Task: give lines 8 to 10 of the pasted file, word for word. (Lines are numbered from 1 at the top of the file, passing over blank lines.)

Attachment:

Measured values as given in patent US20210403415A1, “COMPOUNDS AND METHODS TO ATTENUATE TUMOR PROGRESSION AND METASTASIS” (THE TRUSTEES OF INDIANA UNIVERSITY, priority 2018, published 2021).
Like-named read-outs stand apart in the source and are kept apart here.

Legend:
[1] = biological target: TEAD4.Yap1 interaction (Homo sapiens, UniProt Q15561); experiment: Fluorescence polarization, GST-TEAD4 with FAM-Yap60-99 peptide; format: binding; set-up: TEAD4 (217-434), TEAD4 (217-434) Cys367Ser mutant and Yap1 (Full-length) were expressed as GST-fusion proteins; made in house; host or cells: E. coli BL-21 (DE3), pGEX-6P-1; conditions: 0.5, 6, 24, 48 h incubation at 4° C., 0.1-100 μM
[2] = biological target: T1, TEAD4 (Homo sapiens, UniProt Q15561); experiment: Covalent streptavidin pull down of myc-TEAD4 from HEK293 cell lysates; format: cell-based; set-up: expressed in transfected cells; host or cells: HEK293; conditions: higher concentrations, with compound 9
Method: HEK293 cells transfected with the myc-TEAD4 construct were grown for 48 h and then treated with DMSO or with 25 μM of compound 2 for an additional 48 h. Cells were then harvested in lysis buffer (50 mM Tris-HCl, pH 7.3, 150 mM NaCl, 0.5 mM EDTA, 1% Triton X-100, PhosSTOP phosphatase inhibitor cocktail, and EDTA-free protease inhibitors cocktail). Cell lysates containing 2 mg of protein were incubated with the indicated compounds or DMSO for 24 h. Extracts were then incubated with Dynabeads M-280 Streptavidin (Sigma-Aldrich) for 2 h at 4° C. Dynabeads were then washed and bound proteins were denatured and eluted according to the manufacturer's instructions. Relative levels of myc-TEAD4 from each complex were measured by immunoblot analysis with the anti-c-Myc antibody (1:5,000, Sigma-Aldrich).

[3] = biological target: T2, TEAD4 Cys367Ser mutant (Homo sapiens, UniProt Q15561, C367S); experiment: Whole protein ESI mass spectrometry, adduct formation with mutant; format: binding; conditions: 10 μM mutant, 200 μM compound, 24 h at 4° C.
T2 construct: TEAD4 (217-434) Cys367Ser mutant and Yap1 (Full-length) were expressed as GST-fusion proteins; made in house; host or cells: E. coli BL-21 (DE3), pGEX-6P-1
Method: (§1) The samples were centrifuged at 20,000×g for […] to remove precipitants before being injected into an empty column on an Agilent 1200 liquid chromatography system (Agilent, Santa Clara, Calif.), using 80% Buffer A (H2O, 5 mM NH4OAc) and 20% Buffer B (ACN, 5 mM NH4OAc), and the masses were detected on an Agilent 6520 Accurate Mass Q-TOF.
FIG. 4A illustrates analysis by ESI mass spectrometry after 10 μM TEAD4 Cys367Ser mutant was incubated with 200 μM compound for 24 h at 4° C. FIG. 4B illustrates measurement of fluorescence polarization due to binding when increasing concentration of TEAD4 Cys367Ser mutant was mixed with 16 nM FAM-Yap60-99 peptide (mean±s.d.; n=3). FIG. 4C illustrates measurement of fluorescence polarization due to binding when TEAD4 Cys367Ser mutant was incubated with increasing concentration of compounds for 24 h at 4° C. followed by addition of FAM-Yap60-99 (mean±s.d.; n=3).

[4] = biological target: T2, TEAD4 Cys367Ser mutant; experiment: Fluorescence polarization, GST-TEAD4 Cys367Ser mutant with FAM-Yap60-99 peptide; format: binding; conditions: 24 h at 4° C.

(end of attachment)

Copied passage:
T2 construct: TEAD4 (217-434) Cys367Ser mutant and Yap1 (Full-length) were expressed as GST-fusion proteins; made in house; host or cells: E. coli BL-21 (DE3), pGEX-6P-1
Method: (§1) The samples were centrifuged at 20,000×g for […] to remove precipitants before being injected into an empty column on an Agilent 1200 liquid chromatography system (Agilent, Santa Clara, Calif.), using 80% Buffer A (H2O, 5 mM NH4OAc) and 20% Buffer B (ACN, 5 mM NH4OAc), and the masses were detected on an Agilent 6520 Accurate Mass Q-TOF.
FIG. 4A illustrates analysis by ESI mass spectrometry after 10 μM TEAD4 Cys367Ser mutant was incubated with 200 μM compound for 24 h at 4° C. FIG. 4B illustrates measurement of fluorescence polarization due to binding when increasing concentration of TEAD4 Cys367Ser mutant was mixed with 16 nM FAM-Yap60-99 peptide (mean±s.d.; n=3). FIG. 4C illustrates measurement of fluorescence polarization due to binding when TEAD4 Cys367Ser mutant was incubated with increasing concentration of compounds for 24 h at 4° C. followed by addition of FAM-Yap60-99 (mean±s.d.; n=3).